The term dreaming spires is used allusively to refer to the city or university of Oxford.
It was coined by the English poet, essayist and social critic Matthew Arnold (1822-88) in Thyrsis, “a Monody, to commemorate the Author’s friend, Arthur Hugh Clough1, who died at Florence, 1861”, published in Macmillan’s Magazine (London) of April 1866—this is the beginning of the poem:
How changed is here each spot man makes or fills!
In the two Hinkseys nothing keeps the same;
The village-street its haunted mansion lacks,
And from the sign is gone Sibylla’s name,
And from the roofs the twisted chimney-stacks.
Are ye too changed, ye hills?
See, ’tis no foot of unfamiliar men
To-night from Oxford up your pathway strays!
Here came I often, often, in old days;
Thyrsis and I; we still had Thyrsis then.
Runs it not here, the track by Childsworth Farm,
Up past the wood, to where the elm-tree crowns
The hill behind whose ridge the sunset flames?
The Signal-Elm, that looks on Ilsley Downs,
The Vale, the three lone wears, the youthful Thames?—
This winter-eve is warm,
Humid the air; leafless, yet soft as spring,
The tender purple spray on copse and briers;
And that sweet City with her dreaming spires
She needs not June for beauty’s heightening,
Lovely all times she lies, lovely to-night.
1 Arthur Hugh Clough (1819-61), English poet
The earliest allusive use of dreaming spires that I have found is from The Manchester Guardian (Manchester, Lancashire) of Friday 7th July 1876, in an article about the question put to the Council of Owens College, Manchester, by the Senate, “Ought the College be constituted a University?”:
The very word “University” in connection with Manchester will perhaps excite a smile amongst people who know little of our inner life, and who are content to judge a population of three or four millions by some current commonplaces and to limit the possibilities of its development to the various modifications of one staple product. There are others who, while recognising in Manchester something more than an emporium of cotton, and conscious that in the great population which surrounds it are to be found the elements of an intellectual life not less eager and effective than its industrial life, are yet of opinion that Learning can find no proper seat beyond her accustomed homes, that the atmosphere of antiquity is needed for her proper cultivation, and that there would be peril in placing on one level the dreaming spires by the Isis2 and the brand new building in Oxford-street3.
2 Isis: a name for the part of the River Thames that flows through Oxford
3 Owens College is bounded by Oxford Street, Burlington Street, Lloyd Street and Coupland Street.
The phrase the, or that, (sweet) city of (the) dreaming spires became an established appellation for the city of Oxford; it apparently originated in misquotations of Thyrsis, as in this passage from Through the Cotentin, published in The Globe (London) of Friday 22nd August 1879:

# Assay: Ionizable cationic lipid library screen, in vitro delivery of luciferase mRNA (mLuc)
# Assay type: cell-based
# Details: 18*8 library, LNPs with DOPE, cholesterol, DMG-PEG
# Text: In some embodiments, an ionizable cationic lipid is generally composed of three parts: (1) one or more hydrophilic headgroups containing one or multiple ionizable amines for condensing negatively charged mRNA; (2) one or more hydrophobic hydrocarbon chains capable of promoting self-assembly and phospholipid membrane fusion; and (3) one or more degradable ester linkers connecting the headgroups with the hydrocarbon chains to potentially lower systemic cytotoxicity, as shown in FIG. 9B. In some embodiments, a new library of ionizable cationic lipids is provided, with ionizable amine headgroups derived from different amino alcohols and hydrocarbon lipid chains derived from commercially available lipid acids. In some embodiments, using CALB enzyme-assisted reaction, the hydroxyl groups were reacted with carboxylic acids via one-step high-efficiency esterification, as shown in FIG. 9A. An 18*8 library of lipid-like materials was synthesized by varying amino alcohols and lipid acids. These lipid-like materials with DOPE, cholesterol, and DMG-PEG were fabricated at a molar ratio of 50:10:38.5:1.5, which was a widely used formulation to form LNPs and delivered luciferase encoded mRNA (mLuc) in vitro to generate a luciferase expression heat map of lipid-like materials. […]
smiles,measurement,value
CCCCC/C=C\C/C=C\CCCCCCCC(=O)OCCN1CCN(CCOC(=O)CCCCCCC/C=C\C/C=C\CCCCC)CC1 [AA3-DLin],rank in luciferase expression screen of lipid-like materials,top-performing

Seen across the wide intervening plain, the appearance of Caen was that almost of Oxford as viewed across Christ Church meadows, or, indeed, regarded from the hills leading up to Bagley. Caen possesses more numerous and more beautiful spires than any other town of northern France, and its ecclesiastical architecture generally is very noble. Here was, then, in the distance another—
“Sweet city of the dreaming spires.”
The following image and legend are from The Illustrated London News (London) of Saturday 28th January 1922:
The “sweet city of the dreaming spires” in the eighteenth century: Joseph Farington’s drawing of Broad Street, Oxford.
The term dreaming spires occasionally refers to the universities of Oxford and Cambridge regarded together (i.e. to Oxbridge); this advertisement for The Sunday Times (London) was published in the Daily Herald (London) of Saturday 21st October 1961:
Dreaming spires . . . and disillusionment. This is the depressing picture of life at Britain’s older universities—as painted by present-generation undergraduates who have been given a page (and carte blanche) in The Sunday Times this weekend.
The term dreaming spires has come to also denote the sheltered condition of unworldly academics; the earliest instance of this usage that I have found is from The Herald: The National Labour Weekly (London) of Saturday 4th September 1915:
A writer in the new number of the Church Socialist, which is up to the usual interesting standard, says there are always those who will picture University life as a matter of “dreaming spires” and cloistered seclusion. Would it were true. Having looked at sundry pronouncements of University professors on the war, we could devoutly wish them unbroken dreaming and eternal seclusion.